Iron: The mineral we all need

Iron: The mineral we all need

Iron is a mineral that is essential for numerous vital functions in the human body. It is necessary for the biosynthesis of hemoglobin, which is a protein of the red blood cells, that carries oxygen from our lungs to all of our tissues. Highest amounts of iron in healthy adults are actually found in hemoglobin (about 70%), following by myoglobin in the muscle tissue (about 15%). All excessive amounts of iron, however, are safely stored in the form of ferritin in the liver, bone marrow and spleen, where they wait to be used again. The fact that there is no active mechanism to excrete iron from the body only proves its high biological significance. Dietary iron has two main forms: heme and nonheme. Heme iron, which is found in foods of animal origin, is better absorbed than the nonheme iron, found in foods of plant origin, iron-fortified foods and dietary supplements.

Biological activity

As a component of hemoglobin, iron plays a central role in oxygen transport, providing enough energy for all the tissues and organs of the body. In addition to that, iron provides transport and a short-term storage of oxygen to the muscles, as a component of myoglobin. It is involved in many other important biological functions, such as growth and development, reproduction, DNA synthesis, enzyme-catalysed reactions, immune system function and the synthesis of some hormones and connective tissues.

Natural sources of iron

The level of dietary iron absorption is typically low compared to the ingested amounts and it highly depends on the form of iron and the body’s need for this mineral. As previously mentioned, dietary iron has two main forms: heme and nonheme. Heme iron is more efficiently absorbed from the human gastrointestinal tract (from 15% to 35% of iron intake), therefore it has a higher bioavailability than the nonheme iron, whose absorption is usually between 10% and 20% of iron intake.

Dietary sources of heme iron include:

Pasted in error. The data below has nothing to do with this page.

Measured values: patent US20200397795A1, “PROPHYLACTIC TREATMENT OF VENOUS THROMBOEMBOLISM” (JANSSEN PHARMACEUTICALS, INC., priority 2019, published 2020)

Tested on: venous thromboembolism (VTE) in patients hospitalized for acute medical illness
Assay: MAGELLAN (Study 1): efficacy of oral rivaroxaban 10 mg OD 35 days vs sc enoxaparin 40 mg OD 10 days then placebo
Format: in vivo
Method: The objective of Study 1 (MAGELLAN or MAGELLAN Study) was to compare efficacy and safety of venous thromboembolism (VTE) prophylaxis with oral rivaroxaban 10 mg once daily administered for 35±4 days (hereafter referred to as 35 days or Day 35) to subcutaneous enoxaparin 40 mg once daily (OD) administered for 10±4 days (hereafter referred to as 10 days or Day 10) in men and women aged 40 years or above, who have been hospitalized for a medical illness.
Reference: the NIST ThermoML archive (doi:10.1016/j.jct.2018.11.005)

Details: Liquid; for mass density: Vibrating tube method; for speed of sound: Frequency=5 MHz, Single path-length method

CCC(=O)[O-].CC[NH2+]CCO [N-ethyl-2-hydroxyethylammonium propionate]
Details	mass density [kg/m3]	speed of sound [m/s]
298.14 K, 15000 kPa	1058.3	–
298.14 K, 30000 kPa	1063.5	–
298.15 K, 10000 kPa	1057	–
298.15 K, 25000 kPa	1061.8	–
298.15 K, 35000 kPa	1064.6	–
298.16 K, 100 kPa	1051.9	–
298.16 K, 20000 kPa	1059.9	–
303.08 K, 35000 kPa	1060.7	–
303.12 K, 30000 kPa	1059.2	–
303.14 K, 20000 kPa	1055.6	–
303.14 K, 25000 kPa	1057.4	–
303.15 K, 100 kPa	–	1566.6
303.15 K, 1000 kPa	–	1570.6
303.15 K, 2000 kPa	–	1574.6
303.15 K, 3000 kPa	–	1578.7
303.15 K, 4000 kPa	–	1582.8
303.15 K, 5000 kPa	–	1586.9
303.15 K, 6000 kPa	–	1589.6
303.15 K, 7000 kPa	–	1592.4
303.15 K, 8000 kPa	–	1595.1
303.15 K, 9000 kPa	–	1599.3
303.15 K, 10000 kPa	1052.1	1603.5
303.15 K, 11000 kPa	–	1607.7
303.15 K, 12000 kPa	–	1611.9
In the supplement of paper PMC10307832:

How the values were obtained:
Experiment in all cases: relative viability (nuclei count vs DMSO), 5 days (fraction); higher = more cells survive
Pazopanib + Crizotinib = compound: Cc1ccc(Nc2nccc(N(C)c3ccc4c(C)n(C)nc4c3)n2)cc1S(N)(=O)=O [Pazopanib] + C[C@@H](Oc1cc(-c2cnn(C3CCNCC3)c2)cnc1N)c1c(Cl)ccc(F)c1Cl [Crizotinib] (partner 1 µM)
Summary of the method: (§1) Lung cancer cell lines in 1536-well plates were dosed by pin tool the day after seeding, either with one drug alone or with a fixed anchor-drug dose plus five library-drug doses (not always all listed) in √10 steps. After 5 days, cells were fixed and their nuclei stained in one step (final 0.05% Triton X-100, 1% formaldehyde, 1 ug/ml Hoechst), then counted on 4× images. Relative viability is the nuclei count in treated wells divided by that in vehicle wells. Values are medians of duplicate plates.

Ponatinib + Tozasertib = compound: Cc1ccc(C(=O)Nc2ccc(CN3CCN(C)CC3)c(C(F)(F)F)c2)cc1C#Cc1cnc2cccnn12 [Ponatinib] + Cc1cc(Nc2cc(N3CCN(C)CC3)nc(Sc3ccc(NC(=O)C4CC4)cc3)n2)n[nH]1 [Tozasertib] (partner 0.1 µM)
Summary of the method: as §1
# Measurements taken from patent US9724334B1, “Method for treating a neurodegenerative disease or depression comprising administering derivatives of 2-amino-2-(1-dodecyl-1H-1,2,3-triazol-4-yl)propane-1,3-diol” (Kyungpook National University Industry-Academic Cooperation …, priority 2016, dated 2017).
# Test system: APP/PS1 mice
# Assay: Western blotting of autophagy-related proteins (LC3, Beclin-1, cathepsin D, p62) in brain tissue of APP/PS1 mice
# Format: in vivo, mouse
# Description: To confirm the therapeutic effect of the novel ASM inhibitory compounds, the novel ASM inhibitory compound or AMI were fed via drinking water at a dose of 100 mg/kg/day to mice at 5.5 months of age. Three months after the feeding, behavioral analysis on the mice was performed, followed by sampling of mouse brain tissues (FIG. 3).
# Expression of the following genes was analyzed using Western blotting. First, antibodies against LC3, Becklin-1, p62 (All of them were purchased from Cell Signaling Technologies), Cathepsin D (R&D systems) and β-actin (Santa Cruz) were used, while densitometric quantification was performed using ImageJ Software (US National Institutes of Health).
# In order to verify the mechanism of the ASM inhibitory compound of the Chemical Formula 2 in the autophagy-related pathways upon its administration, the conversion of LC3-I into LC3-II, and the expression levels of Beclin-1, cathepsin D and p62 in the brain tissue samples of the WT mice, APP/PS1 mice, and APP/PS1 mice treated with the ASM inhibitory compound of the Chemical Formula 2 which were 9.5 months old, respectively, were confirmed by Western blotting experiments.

• meat (beef, lamb, pork)
  • poultry (duck, chicken, turkey)
  • organ meats (pork, chicken, turkey liver; lamb, beef, pork kidney)
  • fish (mackerel, trout, seabass, canned tuna, canned sardines)
  • seafood (octopus, oysters, shrimp, clams, crab)

Dietary sources of nonheme iron include:

  • vegetables (spinach, tomato puree, potato, asparagus, kale)
  • legumes (soybeans, white beans, green peas, lentils, chickpeas)
  • nuts (almonds, hazelnuts, macadamia, pistachio nuts, cashews)

In order to prevent nutrition related iron deficiencies, various foods such as bread, cereal, and other grain products are regularly fortified with this mineral. Infant follow-on formulas, for instance, are fortified with up to 12mg of iron per liter. That is due to the fact that the breast milk’s iron content is usually not sufficient to meet the needs of infants older than 6 months, although it is absorbed almost 3 times better than the iron in formula.

A number of factors can influence iron absorption. Foods and dietary supplements containing vitamin C, meat, poultry, fish and seafood all have the ability to enhance nonheme iron absorption, when taken during the same meal. Plant phytates and tannins, on the other hand, have completely the opposite effect. Supplemental and dietary calcium (mainly from dairy products) reduces the bioavailability of both nonheme and heme iron and should be avoided for at least two hours before or after iron consumption.